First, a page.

|(k) A text-only page, with equivalent information or functionality, shall be provided to make a web site comply with the provisions of this part, when compliance cannot be accomplished in any other way.||Not applicable||Smart HTML Elements are integrated in developer-created pages and developers are responsible for implementing this standard.|
|(l) When pages utilize scripting languages to display content, or to create interface elements, the information provided by the script shall be identified with functional text that can be read by assistive technology.||Yes||WAI-ARIA roles and attributes have been implemented.|
|(m) When a web page requires that an applet, plug-in or other application be present on the client system to interpret page content, the page must provide a link to a plug-in or applet that complies with §1194.21(a) through (l).||Yes||Smart HTML Elements does not depend on third-party plug-ins.|
|(n) When electronic forms are designed to be completed on-line, the form shall allow people using assistive technology to access the information, field elements, and functionality required for completion and submission of the form||Yes||Form Smart HTML Elements have label and hint parts and the relevant WAI-ARIA roles and attributes, as well as keyboard support.|
|(o) A method shall be provided that permits users to skip repetitive navigation links.||Not applicable||Repetitive navigation links are not part of any Smart custom element.|
|(p) When a timed response is required, the user shall be alerted and given sufficient time to indicate more time is required.||Yes||Elements such as Smart.Toast have properties for controlling the time of showing or hiding (such as autoCloseDelay).|
The compliance with Section 508 makes Smart HTML Elements suitable for US Federal-funded web-based applications.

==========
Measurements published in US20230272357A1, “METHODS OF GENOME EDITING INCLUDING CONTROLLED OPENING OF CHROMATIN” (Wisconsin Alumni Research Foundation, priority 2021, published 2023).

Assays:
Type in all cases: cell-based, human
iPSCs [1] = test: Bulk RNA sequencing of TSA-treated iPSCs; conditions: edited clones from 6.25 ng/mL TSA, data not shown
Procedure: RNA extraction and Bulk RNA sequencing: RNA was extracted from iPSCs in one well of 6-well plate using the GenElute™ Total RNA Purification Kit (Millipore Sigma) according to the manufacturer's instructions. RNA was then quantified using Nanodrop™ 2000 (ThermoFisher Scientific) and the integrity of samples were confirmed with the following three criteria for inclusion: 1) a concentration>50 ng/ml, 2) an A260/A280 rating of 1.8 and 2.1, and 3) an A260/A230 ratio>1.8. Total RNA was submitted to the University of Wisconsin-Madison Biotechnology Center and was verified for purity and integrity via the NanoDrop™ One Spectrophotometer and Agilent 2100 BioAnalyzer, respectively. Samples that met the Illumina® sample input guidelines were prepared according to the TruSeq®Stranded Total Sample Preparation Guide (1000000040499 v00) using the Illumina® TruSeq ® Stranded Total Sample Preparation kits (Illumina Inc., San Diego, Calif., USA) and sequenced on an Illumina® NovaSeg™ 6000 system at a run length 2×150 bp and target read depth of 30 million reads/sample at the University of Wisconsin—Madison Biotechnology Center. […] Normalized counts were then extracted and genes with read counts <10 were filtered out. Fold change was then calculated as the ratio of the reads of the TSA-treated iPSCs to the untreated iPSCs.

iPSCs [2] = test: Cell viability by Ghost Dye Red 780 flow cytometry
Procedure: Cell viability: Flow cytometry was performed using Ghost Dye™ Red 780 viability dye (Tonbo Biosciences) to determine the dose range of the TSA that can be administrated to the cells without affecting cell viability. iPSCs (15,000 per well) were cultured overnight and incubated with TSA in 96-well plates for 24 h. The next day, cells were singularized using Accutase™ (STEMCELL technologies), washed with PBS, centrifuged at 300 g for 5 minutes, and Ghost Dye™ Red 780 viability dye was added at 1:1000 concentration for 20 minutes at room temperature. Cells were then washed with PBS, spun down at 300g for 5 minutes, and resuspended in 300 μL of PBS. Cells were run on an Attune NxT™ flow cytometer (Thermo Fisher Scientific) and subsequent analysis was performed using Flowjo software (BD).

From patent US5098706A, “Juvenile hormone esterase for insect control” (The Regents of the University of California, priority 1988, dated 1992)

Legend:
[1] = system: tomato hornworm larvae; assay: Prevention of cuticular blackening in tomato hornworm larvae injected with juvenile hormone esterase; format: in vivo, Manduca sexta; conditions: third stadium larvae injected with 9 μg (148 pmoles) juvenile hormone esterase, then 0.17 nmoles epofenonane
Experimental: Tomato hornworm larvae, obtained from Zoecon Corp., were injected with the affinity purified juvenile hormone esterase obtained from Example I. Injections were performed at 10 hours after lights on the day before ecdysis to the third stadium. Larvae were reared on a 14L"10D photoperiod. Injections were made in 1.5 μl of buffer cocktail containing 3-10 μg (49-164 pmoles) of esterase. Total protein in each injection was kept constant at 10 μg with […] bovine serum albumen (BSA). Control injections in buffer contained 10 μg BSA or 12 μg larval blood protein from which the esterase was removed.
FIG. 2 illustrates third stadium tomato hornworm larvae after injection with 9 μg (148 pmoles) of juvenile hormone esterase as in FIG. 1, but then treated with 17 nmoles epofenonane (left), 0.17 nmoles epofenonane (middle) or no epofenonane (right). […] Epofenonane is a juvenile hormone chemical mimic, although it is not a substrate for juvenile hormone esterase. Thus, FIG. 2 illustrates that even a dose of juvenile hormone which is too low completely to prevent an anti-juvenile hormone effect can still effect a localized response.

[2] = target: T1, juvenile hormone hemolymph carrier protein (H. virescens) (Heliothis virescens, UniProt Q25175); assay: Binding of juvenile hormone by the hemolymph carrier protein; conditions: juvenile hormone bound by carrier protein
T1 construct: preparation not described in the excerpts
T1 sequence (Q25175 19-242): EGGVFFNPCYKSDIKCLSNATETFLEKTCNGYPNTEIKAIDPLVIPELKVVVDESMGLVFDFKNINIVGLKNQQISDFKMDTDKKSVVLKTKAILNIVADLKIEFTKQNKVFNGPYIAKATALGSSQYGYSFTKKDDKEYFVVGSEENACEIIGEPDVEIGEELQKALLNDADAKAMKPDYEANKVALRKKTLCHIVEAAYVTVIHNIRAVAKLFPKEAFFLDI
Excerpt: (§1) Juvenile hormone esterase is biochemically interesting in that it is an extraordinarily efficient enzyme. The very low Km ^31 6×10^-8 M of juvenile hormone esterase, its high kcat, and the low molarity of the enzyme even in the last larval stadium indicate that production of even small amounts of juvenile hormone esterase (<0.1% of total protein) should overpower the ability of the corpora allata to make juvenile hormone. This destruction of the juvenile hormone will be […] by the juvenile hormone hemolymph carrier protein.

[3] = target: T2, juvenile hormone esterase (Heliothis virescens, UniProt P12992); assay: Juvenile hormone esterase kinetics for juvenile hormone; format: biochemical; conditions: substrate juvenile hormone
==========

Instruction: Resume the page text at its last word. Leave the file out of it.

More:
Web Content Accessibility Guidelines (WCAG) 2.1 is a wide range of recommendations for making Web content more accessible. Following these guidelines makes Smart HTML Elements more accessible to a wider range of people with disabilities, including accommodations for blindness and low vision, deafness and hearing loss, limited movement, speech disabilities, photosensitivity, and combinations of these, and some accommodation for learning disabilities and cognitive limitations. These guidelines address accessibility of web content on desktops, laptops, tablets, and mobile devices. Following these guidelines also makes Web content more usable to users in general.
There are three WCAG levels of conformance - A, AA, and AAA, each with its own set of success criteria. The following table shows the level of conformace for each custom element in the Smart HTML Elements framework:
|Custom element||Level of conformance|
|Custom element||Level of conformance|
Testing the Accessibility
Each custom element in Smart HTML Elements has been thoroughly tested for compliance to the web standards with a variety of tools:
Google Chrome Lighthouse
Lighthouse is an open-source, automated tool for improving the quality of web pages. It includes tests for accessibility that have been passed by Smart HTML Elements.
Firefox Accessibility Inspector
The Firefox Accessibility Inspector is a tool that provides a thorough look at the implemented accessibility features and attributes of the elements on a page. Each of the custom elements has been inspected with this tool to ensure compliance to the aforementioned standards and that the component's semantics will be correctly passed to screen readers and other assistive technology.
WebAIM Contrast Checker
WebAIM Contrast Checker checks against Web Content Accessibility Guidelines (WCAG) to ensure the contast between foreground (text) and background colors is high enough in order to enhance the experience for visually-impaired users. An example is the contrast between the Smart HTML Elements primary theme's text and background colors, which can be seen checked in the image below: